The film’s title is one of the few remaining original Fleming titles that haven’t already appeared in a filmed version of the superspy. It was actually a short story and bears little to no resemblance to this movie at all. In the end the film will appeal to those of you who thought the first Craig film was simply brilliant. You’ll forgive the plot holes. You still won’t like this one quite as much, but you will eagerly await Craig’s next outing as Fleming’s Bond. For me, I felt a little empty after seeing this movie. I was promised James Bond, and instead I got John McClane.
Quantum Of Solace is presented in its original aspect ratio of 2.40:1. There isn’t anything to complain about in this image presentation. You get a solid 1080p image brought about through the becoming standard AVC/MPEG-4 codec. Colors appear very realistic and not at all the fake brilliance that too many films try to pass off these days. The tone is dark, and both contrast and black levels are excellent. I could find no noticeable examples of compression problems. I have to say that the film style used for these last two movies is far more appropriate to the atmosphere of the character. I love the ultra-realistic pale of this movie. Detail lives up to what you’ve come to expect out of Blu-ray.
The DTS-HD Master Audio track does a better job as well. You get the sense of being inside the action. Surrounds are often aggressive and always dynamic. Your sub is going to get a real workout for a change. You will feel as well as hear this film. That’s what I call an immersive experience. Even with a score that’s too harsh for my tastes the dialog is always well placed and stands out just fine.
The extras here are not near as impressive as the older Bond releases have been. Much of it has been broken up into 2-3 minute pieces. I know there are royalty issues, but they’re not that restrictive. It’s all intended to make it appear there is more meat here than there really is.
Start Of Shooting: (HD) Director Marc Foster leads this 3 minute piece talking about expectations and style. We get to see the first shots of the film, which are actually toward the end of the movie. There is also a very brief segment on Craig’s stunt training.
Olga Kurylenko And The Boat Chase: (HD) This is really just a 2 minute look at what the crew calls a “feisty girl”. The actual chase scene is just a small part.
Director Marc Foster: (HD) Another very short just under 3 minute piece. Cast and crew do the lovefest thing talking about the director.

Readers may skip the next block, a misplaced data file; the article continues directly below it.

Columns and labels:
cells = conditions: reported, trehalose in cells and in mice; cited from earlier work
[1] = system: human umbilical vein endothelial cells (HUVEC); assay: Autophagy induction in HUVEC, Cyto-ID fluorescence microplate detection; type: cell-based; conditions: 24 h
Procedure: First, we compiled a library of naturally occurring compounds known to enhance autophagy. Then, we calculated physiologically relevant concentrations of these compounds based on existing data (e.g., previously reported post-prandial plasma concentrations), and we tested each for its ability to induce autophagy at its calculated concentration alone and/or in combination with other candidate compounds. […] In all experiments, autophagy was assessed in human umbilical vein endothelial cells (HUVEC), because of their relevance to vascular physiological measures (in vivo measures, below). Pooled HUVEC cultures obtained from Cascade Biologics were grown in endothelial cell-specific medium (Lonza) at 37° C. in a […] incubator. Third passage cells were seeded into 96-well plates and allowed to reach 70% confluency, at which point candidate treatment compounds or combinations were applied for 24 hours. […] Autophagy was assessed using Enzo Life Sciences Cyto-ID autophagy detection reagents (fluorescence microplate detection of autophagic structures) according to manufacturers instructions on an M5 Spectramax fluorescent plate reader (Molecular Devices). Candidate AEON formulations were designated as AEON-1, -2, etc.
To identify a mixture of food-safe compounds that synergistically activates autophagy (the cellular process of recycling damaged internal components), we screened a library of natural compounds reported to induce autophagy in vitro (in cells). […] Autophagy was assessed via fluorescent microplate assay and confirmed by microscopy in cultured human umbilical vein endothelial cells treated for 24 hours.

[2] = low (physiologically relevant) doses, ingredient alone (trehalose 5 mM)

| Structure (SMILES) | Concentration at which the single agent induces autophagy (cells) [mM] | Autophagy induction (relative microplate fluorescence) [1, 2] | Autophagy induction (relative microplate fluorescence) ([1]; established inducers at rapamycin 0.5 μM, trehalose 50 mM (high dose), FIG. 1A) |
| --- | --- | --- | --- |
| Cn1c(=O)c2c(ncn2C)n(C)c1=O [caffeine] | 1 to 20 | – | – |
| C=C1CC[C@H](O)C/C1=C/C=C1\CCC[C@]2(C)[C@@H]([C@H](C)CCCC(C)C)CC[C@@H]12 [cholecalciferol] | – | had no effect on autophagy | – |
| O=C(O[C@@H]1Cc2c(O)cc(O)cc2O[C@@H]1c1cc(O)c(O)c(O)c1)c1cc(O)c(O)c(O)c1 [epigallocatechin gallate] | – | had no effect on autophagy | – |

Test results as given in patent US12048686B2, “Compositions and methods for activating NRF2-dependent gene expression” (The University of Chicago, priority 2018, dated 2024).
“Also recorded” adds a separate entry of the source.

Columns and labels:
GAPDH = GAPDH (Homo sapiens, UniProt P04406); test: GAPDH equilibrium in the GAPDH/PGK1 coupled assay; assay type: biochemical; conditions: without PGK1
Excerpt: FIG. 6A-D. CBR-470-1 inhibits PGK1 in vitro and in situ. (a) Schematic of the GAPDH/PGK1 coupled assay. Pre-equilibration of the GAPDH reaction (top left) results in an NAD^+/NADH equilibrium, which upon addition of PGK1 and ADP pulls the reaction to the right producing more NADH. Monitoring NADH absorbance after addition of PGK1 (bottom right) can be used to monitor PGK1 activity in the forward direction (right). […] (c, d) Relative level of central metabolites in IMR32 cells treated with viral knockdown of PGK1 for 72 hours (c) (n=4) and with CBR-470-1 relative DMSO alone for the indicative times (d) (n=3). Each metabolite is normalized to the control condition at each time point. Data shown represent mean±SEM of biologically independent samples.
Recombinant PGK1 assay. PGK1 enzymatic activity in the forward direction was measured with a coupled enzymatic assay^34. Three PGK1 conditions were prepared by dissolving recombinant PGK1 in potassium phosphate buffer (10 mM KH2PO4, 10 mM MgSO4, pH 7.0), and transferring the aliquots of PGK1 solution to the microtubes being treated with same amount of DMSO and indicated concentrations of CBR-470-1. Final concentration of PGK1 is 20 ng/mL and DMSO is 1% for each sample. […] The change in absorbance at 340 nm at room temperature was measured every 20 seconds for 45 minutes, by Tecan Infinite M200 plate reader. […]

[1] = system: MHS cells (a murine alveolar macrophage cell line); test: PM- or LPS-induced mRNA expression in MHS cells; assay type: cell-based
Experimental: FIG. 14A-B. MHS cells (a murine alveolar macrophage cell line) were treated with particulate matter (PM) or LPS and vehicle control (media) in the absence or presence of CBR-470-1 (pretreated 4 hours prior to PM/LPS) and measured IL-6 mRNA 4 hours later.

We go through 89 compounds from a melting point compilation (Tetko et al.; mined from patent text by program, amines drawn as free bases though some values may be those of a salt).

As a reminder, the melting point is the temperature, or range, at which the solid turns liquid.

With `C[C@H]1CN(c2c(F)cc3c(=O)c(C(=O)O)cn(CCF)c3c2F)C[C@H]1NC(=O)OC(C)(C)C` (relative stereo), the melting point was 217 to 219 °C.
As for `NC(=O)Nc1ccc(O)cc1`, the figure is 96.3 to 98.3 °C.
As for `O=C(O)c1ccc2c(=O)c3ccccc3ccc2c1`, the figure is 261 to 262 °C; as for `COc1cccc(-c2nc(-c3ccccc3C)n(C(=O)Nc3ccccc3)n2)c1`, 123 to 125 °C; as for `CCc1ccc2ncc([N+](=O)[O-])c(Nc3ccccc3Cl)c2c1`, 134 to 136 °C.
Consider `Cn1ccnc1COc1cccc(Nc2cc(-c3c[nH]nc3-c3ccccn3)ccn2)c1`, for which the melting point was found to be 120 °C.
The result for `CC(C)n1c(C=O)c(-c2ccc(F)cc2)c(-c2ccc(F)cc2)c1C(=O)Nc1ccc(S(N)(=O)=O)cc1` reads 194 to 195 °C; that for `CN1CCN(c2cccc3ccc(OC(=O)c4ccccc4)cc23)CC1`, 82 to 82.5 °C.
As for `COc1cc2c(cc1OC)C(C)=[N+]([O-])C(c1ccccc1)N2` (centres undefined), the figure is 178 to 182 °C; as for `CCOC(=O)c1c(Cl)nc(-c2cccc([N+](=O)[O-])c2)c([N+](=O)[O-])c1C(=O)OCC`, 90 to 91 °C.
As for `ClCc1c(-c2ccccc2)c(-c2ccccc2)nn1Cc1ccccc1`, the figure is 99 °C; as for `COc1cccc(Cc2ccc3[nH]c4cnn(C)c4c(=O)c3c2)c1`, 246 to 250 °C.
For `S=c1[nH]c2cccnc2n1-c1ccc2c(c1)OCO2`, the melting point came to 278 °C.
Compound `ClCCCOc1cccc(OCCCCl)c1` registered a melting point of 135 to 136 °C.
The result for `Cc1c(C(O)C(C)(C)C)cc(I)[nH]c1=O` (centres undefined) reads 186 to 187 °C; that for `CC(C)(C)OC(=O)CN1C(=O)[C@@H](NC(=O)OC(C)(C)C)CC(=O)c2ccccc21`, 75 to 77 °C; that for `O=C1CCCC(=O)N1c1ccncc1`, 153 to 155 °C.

The Music: (HD) Score composer Danny Arnold talks about the score. You get to see some of the orchestra in a recording session.
Crew Files: (SD) This is a collection of 32 brief profiles on some of the more minor crew members. You can use a play all feature, which I strongly recommend. It runs 45 minutes in total. It’s nice to see the spotlight, however briefly, on crew members who are often forgotten, but are just as valuable to the movie. Unfortunately, most of you will find this rather tedious.
Music Video: (HD) This is one of the weakest Bond songs ever. If you liked it, however, here’s the complete music video.
Look at these last two Bond films as really one film in two parts. I do understand the need to reboot the franchise. Obviously what has worked in the past might not entertain the modern audience. We’ve become too used to great spectacles, and the thought has occurred that there might not be room in this new world for a James Bond. If Bond is to survive, I understand he must evolve. That still doesn’t mean Daniel Craig is the answer. Even if he were, it was a mistake to include Judi Dench in this film in her continuing portrayal of M. A reboot requires a fresh start, and we’re not going to dismiss the high octane Bond of yesteryear while looking at some of the same faces. Dench does a fine job, don’t get me wrong, but she is part of the old regime. Was it also necessary to cater so much to the MTV crowd? The music is often atrocious and far too urban for my tastes. The editing was also too erratic and often too fast to truly enjoy a moment. You get a coupon for some money off of the other Bond films now coming out. I’m going to use mine for Goldfinger; of course as Bond admonishes us, “I’m not dwelling on the past. I don’t think you should be either”.